2) Go through and remove any stems that don’t look great (ones starting to get brown or rotten, ones with mostly yellow leaves)

    3) Toss the remaining stems into a large bowl of water and let them hydrate for 10-15 minutes. This also helps remove any lingering dirt.

    4) Use a salad spinner to lightly remove most of the surface water. Don’t spin too hard as you don’t want to damage the fragile leaves. Leaves that get torn or creased don’t last as long.

    5) Take three connected paper towels (i.e., one extra-long towel) and fold it a bunch of times. Get it wet and gently wring out most of the water so you are left with a towel that is wet but doesn’t drip when held up.

    6) Lay the towel out on the counter so that the long side is facing you.

    7) Place the herb stems vertically, starting at one end of the towel. Try to keep the herbs in just one layer, though it’s okay if they are overlapping a little. I like to stagger them by placing a few with the leaves at the top and then a few with the leaves at the bottom, evening out the bulkiness. Make sure to leave at least a couple inches at the end empty so the roll will “seal.”

    8) Gently roll the towel up without compressing the contents. The resulting roll with be several inches thick and a bit floppy.

    9) Place the entire roll into a gallon-size zip bag (or, if you have them, the 1/2 gallon marinade bags from Ziploc are perfect for this). Leave the bag open and place the entire thing in the fridge, making sure that the bag position allows air to circulate throughout (e.g., make sure that the plastic isn’t folded up, defeating the purpose of leaving the bag un-zipped).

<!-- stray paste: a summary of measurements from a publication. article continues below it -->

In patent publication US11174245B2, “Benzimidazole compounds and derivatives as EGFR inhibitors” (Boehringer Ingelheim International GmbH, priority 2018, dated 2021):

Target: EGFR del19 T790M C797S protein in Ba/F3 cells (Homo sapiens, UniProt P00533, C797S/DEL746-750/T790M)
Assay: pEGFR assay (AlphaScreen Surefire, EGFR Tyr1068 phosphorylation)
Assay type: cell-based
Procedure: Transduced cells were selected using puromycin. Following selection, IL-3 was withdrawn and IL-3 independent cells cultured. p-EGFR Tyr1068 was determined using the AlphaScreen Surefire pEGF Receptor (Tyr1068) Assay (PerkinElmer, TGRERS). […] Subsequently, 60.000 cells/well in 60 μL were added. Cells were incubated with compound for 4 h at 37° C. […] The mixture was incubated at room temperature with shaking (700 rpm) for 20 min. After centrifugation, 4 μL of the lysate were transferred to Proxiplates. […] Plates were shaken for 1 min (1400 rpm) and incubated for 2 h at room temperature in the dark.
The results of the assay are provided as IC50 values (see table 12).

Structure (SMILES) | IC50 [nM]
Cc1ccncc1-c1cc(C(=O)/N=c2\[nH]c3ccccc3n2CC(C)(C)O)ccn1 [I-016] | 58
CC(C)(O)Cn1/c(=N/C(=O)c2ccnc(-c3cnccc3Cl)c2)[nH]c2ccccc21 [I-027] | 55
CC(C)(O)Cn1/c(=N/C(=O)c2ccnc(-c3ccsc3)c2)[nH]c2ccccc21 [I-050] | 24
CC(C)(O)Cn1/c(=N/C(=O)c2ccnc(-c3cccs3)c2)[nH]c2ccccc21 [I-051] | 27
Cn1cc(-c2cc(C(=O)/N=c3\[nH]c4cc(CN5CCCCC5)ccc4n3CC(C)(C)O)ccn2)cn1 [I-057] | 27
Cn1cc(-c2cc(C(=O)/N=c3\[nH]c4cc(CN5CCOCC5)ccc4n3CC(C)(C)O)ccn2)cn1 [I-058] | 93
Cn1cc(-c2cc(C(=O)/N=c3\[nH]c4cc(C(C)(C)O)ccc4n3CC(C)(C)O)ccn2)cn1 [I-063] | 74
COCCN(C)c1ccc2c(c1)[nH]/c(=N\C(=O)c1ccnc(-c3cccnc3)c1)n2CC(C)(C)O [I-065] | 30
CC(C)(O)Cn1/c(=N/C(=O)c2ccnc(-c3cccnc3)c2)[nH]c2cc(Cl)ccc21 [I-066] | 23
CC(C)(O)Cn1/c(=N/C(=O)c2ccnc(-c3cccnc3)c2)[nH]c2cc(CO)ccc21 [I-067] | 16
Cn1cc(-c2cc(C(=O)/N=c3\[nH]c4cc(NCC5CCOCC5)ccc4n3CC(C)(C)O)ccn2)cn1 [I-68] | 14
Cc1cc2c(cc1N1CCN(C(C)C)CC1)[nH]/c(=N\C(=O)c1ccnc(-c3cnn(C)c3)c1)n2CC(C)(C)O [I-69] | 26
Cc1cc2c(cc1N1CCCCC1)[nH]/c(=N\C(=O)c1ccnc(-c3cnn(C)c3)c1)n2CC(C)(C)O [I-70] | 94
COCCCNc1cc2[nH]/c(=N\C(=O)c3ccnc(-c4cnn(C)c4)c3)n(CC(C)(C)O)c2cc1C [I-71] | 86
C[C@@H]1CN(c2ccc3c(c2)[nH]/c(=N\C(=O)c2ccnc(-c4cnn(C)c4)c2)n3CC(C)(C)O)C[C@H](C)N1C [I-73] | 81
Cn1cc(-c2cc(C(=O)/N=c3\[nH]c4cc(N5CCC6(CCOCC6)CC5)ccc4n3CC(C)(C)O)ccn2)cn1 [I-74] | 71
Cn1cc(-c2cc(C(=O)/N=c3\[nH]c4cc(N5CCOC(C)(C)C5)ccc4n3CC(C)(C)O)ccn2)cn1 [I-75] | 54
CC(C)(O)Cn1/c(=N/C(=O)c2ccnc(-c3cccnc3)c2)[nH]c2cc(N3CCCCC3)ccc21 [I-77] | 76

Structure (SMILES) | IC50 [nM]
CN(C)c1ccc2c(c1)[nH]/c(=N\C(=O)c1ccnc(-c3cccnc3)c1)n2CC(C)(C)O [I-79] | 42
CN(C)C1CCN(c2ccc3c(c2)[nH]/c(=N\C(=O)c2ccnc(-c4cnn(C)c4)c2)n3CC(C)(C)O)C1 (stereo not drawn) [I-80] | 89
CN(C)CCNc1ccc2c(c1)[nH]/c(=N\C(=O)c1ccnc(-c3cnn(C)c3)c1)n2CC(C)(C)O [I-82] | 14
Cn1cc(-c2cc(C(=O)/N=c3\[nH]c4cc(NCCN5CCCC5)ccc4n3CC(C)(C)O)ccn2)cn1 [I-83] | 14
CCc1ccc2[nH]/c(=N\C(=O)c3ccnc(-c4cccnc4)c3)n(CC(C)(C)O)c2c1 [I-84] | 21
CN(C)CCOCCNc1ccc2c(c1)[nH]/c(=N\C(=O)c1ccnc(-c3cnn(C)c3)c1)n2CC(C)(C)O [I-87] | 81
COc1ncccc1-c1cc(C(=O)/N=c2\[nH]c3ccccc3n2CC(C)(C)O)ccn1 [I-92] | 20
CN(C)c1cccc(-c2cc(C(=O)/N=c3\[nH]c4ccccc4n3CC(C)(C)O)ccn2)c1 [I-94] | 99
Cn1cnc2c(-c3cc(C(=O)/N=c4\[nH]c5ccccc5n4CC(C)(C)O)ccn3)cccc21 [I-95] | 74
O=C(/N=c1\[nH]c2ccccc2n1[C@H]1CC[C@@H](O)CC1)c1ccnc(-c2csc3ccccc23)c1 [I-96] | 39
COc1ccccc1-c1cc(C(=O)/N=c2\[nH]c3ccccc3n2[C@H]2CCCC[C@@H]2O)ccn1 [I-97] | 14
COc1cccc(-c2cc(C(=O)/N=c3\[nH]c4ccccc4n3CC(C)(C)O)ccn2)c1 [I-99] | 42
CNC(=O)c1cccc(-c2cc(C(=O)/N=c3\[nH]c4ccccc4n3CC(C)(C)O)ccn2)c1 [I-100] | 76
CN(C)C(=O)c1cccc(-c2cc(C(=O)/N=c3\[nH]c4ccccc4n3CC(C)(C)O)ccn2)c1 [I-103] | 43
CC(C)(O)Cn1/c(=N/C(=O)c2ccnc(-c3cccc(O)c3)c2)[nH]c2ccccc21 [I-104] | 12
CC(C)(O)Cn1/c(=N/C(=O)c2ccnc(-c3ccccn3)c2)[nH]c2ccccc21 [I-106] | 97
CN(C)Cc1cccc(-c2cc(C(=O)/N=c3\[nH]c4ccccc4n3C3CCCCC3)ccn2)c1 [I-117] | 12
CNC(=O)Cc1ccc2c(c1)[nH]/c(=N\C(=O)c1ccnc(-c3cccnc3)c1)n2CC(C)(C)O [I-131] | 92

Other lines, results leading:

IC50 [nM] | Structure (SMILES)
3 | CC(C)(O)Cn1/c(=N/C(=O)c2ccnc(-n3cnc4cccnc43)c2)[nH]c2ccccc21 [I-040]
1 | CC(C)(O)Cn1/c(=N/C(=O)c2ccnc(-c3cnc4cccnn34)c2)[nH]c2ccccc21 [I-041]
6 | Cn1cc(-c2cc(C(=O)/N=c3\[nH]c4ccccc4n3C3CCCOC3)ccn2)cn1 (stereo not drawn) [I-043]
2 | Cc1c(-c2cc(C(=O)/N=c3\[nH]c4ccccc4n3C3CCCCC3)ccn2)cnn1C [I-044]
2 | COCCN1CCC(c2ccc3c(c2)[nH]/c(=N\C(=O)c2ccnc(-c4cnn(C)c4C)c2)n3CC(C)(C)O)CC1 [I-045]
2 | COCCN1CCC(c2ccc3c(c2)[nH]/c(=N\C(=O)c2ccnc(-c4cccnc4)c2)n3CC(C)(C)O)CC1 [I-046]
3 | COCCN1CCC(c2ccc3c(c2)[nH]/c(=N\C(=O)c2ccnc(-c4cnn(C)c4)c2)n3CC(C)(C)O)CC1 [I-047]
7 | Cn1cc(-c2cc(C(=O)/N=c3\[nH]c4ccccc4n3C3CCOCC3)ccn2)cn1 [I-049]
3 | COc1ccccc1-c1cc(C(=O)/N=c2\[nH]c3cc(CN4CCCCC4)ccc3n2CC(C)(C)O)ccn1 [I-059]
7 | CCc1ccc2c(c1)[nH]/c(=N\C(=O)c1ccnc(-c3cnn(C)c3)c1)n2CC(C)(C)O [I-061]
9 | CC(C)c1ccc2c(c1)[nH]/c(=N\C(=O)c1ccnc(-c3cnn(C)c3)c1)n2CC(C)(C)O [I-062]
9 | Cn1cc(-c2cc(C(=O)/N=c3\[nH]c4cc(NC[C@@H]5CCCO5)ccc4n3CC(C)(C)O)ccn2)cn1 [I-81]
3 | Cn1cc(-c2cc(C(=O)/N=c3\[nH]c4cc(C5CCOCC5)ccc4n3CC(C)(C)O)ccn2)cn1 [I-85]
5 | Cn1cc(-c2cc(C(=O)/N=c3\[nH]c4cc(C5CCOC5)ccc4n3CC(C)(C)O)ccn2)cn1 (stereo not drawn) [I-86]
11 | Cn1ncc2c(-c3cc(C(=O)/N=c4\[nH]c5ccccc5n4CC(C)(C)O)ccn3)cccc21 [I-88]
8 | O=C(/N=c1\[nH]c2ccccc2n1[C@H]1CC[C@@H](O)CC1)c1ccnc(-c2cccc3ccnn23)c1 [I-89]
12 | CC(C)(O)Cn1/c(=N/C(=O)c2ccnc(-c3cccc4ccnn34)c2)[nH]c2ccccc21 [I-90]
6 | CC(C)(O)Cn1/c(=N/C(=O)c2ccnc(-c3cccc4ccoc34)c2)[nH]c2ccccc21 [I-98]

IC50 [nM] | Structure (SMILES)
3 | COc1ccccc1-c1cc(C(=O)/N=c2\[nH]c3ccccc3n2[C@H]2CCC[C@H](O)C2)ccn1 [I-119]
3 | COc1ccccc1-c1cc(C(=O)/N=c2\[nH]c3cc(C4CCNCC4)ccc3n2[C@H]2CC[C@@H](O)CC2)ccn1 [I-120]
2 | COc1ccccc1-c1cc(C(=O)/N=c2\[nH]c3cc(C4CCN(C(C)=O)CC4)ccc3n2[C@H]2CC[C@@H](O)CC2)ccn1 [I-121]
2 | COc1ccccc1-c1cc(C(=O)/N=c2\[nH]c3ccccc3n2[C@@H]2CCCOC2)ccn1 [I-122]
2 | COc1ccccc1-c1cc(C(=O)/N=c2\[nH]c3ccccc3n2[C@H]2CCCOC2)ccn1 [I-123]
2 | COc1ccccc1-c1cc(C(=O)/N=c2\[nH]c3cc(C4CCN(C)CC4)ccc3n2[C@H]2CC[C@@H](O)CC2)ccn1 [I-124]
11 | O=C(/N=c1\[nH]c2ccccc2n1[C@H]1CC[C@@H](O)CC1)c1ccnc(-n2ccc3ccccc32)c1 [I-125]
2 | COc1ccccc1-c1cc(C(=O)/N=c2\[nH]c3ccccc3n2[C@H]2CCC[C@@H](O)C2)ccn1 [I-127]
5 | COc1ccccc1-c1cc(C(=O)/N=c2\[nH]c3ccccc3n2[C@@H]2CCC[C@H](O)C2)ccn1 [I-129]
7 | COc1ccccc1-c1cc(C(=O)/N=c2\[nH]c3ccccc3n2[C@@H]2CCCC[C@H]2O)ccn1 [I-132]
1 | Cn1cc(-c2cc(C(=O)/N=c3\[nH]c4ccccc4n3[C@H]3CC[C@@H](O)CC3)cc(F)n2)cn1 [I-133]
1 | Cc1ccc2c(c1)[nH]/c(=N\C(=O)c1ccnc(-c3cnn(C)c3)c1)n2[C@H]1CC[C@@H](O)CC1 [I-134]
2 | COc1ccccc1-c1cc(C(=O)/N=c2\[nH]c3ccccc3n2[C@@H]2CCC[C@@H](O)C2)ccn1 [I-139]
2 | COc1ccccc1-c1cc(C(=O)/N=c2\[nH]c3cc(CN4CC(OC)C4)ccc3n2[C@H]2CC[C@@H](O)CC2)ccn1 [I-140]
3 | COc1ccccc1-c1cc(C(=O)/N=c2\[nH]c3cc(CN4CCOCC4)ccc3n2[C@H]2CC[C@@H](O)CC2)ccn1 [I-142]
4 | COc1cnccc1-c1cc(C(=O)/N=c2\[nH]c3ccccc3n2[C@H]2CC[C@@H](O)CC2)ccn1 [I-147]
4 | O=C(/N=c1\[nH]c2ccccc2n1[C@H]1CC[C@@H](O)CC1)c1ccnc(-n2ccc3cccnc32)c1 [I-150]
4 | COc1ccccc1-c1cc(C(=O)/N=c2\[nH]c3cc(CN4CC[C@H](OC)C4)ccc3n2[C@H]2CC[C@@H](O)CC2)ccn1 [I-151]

10) When you want to use some, gently remove the roll from the bag and unroll just enough to remove however much you need to use at that time. Re-roll and place bag in bag and fridge. If you discover the towel has dried out, re-moisten with water. If you notice any rotting herb leaves or stems, remove them before it can spread.

    The process seems complicated when written out like this, but it actually only takes a few minutes to do this. I’ve had parsley last over 4 weeks and cilantro over 3 weeks with this method. I currently have cilantro and parsley rolls in my fridge that I bought 2 weeks ago. I just used some of the cilantro last night, and most of it was still looking perfectly fresh (I picked out and tossed about a quarter of it that was starting to get yellow/brown/black). It’s a more compact method versus the vase-method, and this way do don’t need to worry about tipping it over and getting water everywhere.

    Posted on 12.14.16 | Reply
    • Wow! This is pretty amazing. We totally love this method as well. Thanks for sharing!

      Posted on 12.15.16 | Reply
      • Coreen Montagna wrote:

        FYI, I just tossed these today because I bought new bunches. Of what was still left over, about 75% of the parsley was still in perfect shape, another 10% was usable but limp and 15% was no good. For the cilantro, about 50% was no good, 25% was usable but limp, and about 25% was still in perfect shape.

        Posted on 12.26.16 | Reply
        • Cynthia Samanian wrote:

          Wow. That’s incredible, Coreen! Thanks so much for sharing your tips.

          Posted on 1.4.17 | Reply